At first glance, Olivier Giroud’s stylistic make-up means he probably shouldn’t be flourishing in this Arsenal team.
The Gunners’ clutch of elusive, incisive attacking midfield players would typically be suited to a sharp, nippy centre-forward; a player who can loiter on the shoulder of the last defender before latching on to a scything through ball.
Danny Welbeck is a striker in that mould and there were some signs during the early stages of his career at the Emirates that he was set to make the sole striker berth his own. But since returning to fitness, Giroud has flourished at the point of the Arsenal attack and is fast becoming a critical component in this burgeoning Gunners team.
And yet, despite scoring a glut of goals for Arsene Wenger’s side since joining from Montpellier, when recounting the finest centre-forward players in the division, the burly Frenchman scarcely gets a mention. Granted he may not have the blistering pace to match the likes of Sergio Aguero or Daniel Sturridge, nor a brute physicality that compares with Diego Costa or Wilfried Bony, but Giroud is fast becoming just as decisive.
The striker’s latest brace against a notoriously diligent Middlesbrough team took him to double figures for this season. That in itself may not be an overly striking statistic, but Giroud has suffered with fitness problems throughout the campaign and was suspended for three games after an uncharacteristic loss of temper against Queens Park Rangers.
But for all the clamor surrounding the effervescent Alexis Sanchez, the midfield artistry of Santi Cazorla and the return to form of Mesut Ozil, it’s Giroud’s deployment at the forefront of this Arsenal team that has expedited their recent renaissance.
The Frenchman just gives this team something different. There’s an understated assurance to his game that few forwards in the Premier League can match. When the ball is pinged into him it either sticks or is dropped off first time, in the air he’s a dominant, authoritative presence and inside the penalty area there is both ruthlessness and inventiveness about his finishing.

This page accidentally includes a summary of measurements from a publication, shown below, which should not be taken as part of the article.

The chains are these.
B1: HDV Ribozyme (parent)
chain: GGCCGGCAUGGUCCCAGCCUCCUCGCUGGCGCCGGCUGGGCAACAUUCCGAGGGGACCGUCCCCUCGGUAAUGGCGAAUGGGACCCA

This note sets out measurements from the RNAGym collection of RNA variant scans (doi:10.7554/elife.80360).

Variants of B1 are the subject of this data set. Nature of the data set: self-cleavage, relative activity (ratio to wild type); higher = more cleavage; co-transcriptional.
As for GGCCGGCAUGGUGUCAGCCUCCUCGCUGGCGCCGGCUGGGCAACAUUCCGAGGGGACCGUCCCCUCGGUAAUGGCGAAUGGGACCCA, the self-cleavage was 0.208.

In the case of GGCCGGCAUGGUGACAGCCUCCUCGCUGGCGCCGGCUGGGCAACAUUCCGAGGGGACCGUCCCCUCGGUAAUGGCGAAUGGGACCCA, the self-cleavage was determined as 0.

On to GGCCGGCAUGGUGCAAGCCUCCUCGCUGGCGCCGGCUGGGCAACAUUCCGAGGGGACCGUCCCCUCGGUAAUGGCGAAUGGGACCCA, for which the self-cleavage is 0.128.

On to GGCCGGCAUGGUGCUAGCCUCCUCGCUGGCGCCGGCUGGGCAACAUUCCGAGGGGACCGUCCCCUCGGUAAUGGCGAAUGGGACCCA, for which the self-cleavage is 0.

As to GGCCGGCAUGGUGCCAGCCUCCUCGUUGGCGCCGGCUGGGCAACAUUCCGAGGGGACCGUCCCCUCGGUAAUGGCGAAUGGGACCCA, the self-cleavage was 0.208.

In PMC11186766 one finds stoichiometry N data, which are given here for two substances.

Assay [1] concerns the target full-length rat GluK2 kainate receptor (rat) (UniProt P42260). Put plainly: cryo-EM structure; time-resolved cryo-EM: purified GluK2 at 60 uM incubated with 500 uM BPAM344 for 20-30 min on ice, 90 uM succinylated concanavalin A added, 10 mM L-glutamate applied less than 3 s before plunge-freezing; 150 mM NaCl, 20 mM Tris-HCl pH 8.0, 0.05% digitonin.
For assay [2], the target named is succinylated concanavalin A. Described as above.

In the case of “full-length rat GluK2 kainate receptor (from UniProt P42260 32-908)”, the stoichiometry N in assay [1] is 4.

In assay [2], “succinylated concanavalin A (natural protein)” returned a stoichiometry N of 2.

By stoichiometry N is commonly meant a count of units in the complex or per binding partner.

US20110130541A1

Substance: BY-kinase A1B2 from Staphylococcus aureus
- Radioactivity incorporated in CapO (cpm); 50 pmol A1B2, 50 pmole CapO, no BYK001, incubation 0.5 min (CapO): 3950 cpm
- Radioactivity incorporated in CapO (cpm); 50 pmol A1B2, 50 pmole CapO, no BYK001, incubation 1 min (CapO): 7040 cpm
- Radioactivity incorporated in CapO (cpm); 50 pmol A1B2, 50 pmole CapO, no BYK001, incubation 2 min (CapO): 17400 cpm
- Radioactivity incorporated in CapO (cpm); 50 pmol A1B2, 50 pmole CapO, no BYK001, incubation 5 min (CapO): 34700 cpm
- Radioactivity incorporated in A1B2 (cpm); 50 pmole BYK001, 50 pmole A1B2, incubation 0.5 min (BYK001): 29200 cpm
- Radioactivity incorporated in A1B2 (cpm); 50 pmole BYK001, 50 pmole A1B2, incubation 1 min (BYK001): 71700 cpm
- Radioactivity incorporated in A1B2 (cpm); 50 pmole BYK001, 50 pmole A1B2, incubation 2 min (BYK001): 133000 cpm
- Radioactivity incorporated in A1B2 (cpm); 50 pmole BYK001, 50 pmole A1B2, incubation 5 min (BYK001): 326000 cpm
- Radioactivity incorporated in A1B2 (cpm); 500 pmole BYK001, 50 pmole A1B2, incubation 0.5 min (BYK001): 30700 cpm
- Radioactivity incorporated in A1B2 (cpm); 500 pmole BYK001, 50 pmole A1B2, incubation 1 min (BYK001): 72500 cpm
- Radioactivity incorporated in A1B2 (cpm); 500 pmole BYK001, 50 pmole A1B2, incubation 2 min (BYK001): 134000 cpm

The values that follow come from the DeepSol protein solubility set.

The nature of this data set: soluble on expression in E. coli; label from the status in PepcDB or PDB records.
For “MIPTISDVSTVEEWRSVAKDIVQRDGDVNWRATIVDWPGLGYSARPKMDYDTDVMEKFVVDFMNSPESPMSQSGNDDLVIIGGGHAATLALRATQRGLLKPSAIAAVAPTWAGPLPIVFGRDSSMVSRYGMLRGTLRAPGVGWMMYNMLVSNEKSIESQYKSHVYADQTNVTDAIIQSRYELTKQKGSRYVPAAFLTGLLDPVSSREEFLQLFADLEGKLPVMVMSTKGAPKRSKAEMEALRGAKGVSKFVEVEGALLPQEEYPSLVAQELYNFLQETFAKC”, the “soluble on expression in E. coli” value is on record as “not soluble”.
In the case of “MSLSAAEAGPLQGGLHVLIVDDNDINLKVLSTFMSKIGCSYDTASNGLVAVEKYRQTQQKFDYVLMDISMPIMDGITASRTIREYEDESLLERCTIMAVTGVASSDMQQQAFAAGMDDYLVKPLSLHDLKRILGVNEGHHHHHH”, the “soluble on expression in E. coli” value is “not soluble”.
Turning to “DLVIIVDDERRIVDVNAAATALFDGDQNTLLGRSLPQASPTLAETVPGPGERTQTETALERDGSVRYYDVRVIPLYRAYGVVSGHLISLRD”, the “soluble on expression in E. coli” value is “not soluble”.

In truth, the way Giroud goes about his work is very un-Arsenal-like, something that surely contributes to his lack of acclaim. There’s no great panache about his centre-forward play, no flicks, tricks or stepovers. He’s very fundamental in his duties and while he may not command the kind of gravitas of the aforementioned stars, perhaps that’s what makes him the perfect point man for this Arsenal team.
Indeed, while the presence of players like Sanchez will only be to the betterment of Giroud et al, there’s little denying that so far this season there’s been an additional sharpness about the Frenchman’s game in spite of the momentum sapping injuries and suspensions. You suspect that is down in part to the competition provided by the likes of Welbeck.
Last season only Lukas Podolski and Yaya Sanogo offered any kind of competition—in the loosest form—to the Frenchman and there was a sense that fitness permitting, he was always going to start. Not only did fail to keep Giroud on his toes, but he was played so regularly for the Gunners that come the end of the campaign he was a shell of the player who started the season in such prolific form.
It’s clear Wenger is a huge admirer of the former Montpellier man as well. The Arsenal boss was expected to go out and acquire a marquee centre-forward this summer, but instead he splashed the cash in other areas of the team, landing Sanchez, Mathieu Debuchy and Calum Chambers. Welbeck is a fine player and an adaptable, industrious forward, but it’s clear that Giroud remains the main man up top.
For Arsenal, his superb recent form bodes well with some massive challenges looming. After sitting out three months following a broken leg in just the second game of the campaign, Giroud is a man replenished and with Welbeck in situ to provide depth in this position, he should preserve these glittering levels as the Gunners fight for glory on three fronts.
If they are to sample silverware this season, then Giroud’s influence is going to be vital. While he’s not a natural fit for the Gunners at first sight, the Frenchman gives this a refreshing, rudimentary facet to their offensive play. It’s not a flashy style, nor will it him revered amongst European soccer’s greatest hit-men, but at this juncture it’s a practice working for Arsenal and most definitely working for Giroud.
Follow Matt on Twitter @MattJFootball
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